DVD Review
by Kevin Carr

    MOVIE: ** (out of 5 stars)
    DVD EXPERIENCE: *** (out of 5 stars)

    James Franco as JAKE HUARD
    Tyrese Gibson as MIDSHIPMAN LT. COLE
    Jordana Brewster as ALI
    Donnie Walburg as LT. COMMANDER BURTON
    Chi McBride as MCNALLY
    Vicellous Shannon as TWINS

    Rated PG-13
    Studio: Touchstone

    Directed by: Justin Lin
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I like a good story of military training. In fact, I consider “An Officer and a Gentleman” one of the best of its kind. It worked as both an inspirational flick as well as love story. However, it also broke the mold, so many films that followed seemed a pale imitation.

This was partially the problem with “Annapolis.” The film tells the story of Jake Huard (James Franco), a riveter in the shipyards who makes it into Annapolis, the elite Naval Academy. He enters the school with full excitement, but when he faces the challenges of learning his history, hardening his outer shell and dealing with an overbearing company commander (Tyrese Gibson), he starts to doubt himself.

Oh, and the movie’s about boxing. You wouldn’t know this from the previews, of course, because there’s only a brief flash of a boxing scene in them. But trust me... this movie has almost as much boxing in it as a “Rocky” flick. For some strange reason, all the marketing leans exclusively to the military drama and shies from the boxing.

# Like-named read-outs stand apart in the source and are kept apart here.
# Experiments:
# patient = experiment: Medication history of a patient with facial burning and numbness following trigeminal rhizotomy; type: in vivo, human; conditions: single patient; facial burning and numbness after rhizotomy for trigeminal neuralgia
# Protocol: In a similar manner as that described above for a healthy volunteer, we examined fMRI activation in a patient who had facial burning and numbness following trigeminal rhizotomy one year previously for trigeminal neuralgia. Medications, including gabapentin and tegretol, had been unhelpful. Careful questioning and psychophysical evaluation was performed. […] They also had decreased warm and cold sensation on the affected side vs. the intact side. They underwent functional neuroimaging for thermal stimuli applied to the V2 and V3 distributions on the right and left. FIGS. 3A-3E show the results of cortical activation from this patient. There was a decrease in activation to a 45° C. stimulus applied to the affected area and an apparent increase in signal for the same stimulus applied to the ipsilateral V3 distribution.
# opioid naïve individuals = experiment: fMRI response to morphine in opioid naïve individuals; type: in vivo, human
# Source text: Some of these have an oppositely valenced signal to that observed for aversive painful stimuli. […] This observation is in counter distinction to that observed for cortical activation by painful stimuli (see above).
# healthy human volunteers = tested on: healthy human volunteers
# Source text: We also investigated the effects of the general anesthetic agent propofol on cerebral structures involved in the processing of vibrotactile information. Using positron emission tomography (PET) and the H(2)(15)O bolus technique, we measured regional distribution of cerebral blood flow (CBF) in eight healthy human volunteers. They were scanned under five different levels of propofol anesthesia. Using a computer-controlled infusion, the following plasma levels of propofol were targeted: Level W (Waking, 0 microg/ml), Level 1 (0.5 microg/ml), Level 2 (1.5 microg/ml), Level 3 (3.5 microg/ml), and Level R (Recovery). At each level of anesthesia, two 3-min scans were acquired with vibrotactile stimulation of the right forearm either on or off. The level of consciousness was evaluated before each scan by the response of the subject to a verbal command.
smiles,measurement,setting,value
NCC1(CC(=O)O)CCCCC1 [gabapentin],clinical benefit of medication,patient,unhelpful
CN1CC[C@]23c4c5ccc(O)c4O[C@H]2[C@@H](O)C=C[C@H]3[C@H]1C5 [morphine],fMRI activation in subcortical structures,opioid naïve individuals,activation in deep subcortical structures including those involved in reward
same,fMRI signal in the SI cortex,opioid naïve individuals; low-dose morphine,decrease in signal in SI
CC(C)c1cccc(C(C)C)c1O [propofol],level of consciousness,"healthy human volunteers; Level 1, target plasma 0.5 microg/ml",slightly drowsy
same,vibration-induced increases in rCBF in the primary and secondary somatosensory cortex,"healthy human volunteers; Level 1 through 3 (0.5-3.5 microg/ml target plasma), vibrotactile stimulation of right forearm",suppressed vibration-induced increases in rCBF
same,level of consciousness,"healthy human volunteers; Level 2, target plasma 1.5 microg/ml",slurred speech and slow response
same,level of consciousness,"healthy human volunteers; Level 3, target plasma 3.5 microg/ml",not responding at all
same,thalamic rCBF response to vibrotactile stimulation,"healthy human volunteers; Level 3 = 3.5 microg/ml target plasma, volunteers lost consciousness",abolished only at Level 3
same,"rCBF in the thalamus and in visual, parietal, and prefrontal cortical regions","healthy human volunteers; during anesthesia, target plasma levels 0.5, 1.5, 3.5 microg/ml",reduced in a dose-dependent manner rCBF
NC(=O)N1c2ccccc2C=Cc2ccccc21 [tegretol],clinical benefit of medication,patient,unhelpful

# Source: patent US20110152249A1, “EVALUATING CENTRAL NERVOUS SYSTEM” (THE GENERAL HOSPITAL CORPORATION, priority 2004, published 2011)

However, that doesn’t stop the film itself to be partly a male version of “Million Dollar Baby.” The show opens with Huard in a boxing match, and the climax happens during the Brigades, an annual inner-Navy boxing event.

I understand that boxing is meant to be a metaphor for surviving the grueling training at Annapolis, but isn’t the grueling training enough for a film?

Still, the weakest link in this film is James Franco. While he’s been in some hits (count the “Spider-Man” movies in those), he really doesn’t have the chops to carry a film himself. It’s not that he hasn’t had a chance. Over the past six months, he’s been point man on several films, including “The Great Raid” and “Tristan+Isolde.”

While some movies have been well done, like “The Great Raid” (much more attributable to the remarkable true story and an otherwise strong cast that includes Benjamin Bratt and Joseph Fiennes), others have kinda stunk (like the lukewarm “Tristan+Isolde”).

I like Franco as Harry Osbourne in the “Spider-Man” movies, but he’s just not strong enough to carry a film. And this really shows in “Annapolis.”

It doesn’t help that there are some serious character flaws. Ultimately, Huard should understand the reason for the harsh training at Annapolis. It’s worked for years, and it’s designed to graduate officers rather than just sailors. Huard is too much of a hot head, ready to jump ship when the going is too rough. He never accepts the fact that without the training to weed out the weak officers, the Navy would crumble under poor leadership in battle.

The DVD comes with several deleted scenes that include the director’s commentary. There’s two featurettes on the disc, one that tells the story of making the film, and the other that gives history behind the shooting of the brigades. There’s also a decent director’s commentary for the feature itself.

If you like cliches, you’ll love “Annapolis.” However, it has the unfortunate feeling of been there, done that, which drags it down.

Specifications: Dolby Digital 5.1 Surround Sound. Widescreen (1.85:1), enhanced for 16x9 televisions. French and Spanish subtitles. English language subtitles for the hearing impaired.

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